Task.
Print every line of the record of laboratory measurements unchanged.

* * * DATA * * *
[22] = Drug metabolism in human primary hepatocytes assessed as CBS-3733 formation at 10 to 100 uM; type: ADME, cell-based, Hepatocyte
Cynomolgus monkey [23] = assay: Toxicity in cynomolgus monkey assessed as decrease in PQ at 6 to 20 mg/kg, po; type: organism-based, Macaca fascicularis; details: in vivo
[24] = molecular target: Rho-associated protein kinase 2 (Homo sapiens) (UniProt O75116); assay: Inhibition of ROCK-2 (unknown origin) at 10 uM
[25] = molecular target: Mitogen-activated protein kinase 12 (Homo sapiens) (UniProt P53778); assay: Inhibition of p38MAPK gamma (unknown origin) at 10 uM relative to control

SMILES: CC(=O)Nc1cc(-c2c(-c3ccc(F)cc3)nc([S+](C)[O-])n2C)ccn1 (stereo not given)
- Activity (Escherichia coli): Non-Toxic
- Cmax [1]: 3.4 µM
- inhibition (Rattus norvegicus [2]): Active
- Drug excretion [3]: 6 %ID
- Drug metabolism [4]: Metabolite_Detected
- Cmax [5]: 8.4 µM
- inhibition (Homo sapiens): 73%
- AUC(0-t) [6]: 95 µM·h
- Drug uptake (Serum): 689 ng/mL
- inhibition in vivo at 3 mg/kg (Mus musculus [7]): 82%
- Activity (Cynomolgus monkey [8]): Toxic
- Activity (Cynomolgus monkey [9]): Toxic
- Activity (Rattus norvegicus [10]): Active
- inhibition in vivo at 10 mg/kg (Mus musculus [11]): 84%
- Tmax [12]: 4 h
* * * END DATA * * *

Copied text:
[22] = Drug metabolism in human primary hepatocytes assessed as CBS-3733 formation at 10 to 100 uM; type: ADME, cell-based, Hepatocyte
Cynomolgus monkey [23] = assay: Toxicity in cynomolgus monkey assessed as decrease in PQ at 6 to 20 mg/kg, po; type: organism-based, Macaca fascicularis; details: in vivo
[24] = molecular target: Rho-associated protein kinase 2 (Homo sapiens) (UniProt O75116); assay: Inhibition of ROCK-2 (unknown origin) at 10 uM
[25] = molecular target: Mitogen-activated protein kinase 12 (Homo sapiens) (UniProt P53778); assay: Inhibition of p38MAPK gamma (unknown origin) at 10 uM relative to control

SMILES: CC(=O)Nc1cc(-c2c(-c3ccc(F)cc3)nc([S+](C)[O-])n2C)ccn1 (stereo not given)
- Activity (Escherichia coli): Non-Toxic
- Cmax [1]: 3.4 µM
- inhibition (Rattus norvegicus [2]): Active
- Drug excretion [3]: 6 %ID
- Drug metabolism [4]: Metabolite_Detected
- Cmax [5]: 8.4 µM
- inhibition (Homo sapiens): 73%
- AUC(0-t) [6]: 95 µM·h
- Drug uptake (Serum): 689 ng/mL
- inhibition in vivo at 3 mg/kg (Mus musculus [7]): 82%
- Activity (Cynomolgus monkey [8]): Toxic
- Activity (Cynomolgus monkey [9]): Toxic
- Activity (Rattus norvegicus [10]): Active
- inhibition in vivo at 10 mg/kg (Mus musculus [11]): 84%
- Tmax [12]: 4 h